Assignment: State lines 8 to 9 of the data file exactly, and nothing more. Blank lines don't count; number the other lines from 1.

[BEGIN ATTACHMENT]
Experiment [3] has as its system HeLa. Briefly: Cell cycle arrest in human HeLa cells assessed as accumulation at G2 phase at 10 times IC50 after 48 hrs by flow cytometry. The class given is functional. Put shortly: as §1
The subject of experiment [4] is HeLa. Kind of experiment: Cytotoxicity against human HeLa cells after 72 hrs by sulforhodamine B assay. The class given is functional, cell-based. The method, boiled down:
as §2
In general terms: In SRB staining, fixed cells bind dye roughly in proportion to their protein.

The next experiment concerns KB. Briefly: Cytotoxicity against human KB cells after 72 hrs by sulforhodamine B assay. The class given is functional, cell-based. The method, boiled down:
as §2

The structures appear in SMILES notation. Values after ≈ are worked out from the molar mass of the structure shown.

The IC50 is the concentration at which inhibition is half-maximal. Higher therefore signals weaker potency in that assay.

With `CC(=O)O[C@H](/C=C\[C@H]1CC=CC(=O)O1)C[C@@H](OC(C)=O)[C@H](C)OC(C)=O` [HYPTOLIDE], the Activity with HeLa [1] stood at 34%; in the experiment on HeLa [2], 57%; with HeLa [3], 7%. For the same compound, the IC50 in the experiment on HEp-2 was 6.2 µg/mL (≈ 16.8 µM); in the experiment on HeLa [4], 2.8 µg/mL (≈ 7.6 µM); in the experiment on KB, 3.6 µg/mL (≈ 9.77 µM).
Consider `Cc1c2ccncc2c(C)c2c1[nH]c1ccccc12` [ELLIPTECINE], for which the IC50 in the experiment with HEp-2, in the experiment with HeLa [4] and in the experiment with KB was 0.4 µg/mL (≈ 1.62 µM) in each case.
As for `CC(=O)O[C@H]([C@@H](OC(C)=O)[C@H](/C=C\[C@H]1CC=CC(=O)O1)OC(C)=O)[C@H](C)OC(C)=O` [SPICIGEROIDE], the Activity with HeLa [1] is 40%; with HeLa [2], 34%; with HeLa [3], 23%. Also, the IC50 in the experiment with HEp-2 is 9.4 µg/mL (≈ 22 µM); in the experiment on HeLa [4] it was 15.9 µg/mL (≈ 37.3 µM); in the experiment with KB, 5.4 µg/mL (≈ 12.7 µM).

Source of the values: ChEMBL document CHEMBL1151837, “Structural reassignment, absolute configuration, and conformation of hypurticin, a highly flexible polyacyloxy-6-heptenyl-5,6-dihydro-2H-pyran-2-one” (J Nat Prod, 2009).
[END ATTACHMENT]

The IC50 is the concentration at which inhibition is half-maximal. Higher therefore signals weaker potency in that assay.

With `CC(=O)O[C@H](/C=C\[C@H]1CC=CC(=O)O1)C[C@@H](OC(C)=O)[C@H](C)OC(C)=O` [HYPTOLIDE], the Activity with HeLa [1] stood at 34%; in the experiment on HeLa [2], 57%; with HeLa [3], 7%. For the same compound, the IC50 in the experiment on HEp-2 was 6.2 µg/mL (≈ 16.8 µM); in the experiment on HeLa [4], 2.8 µg/mL (≈ 7.6 µM); in the experiment on KB, 3.6 µg/mL (≈ 9.77 µM).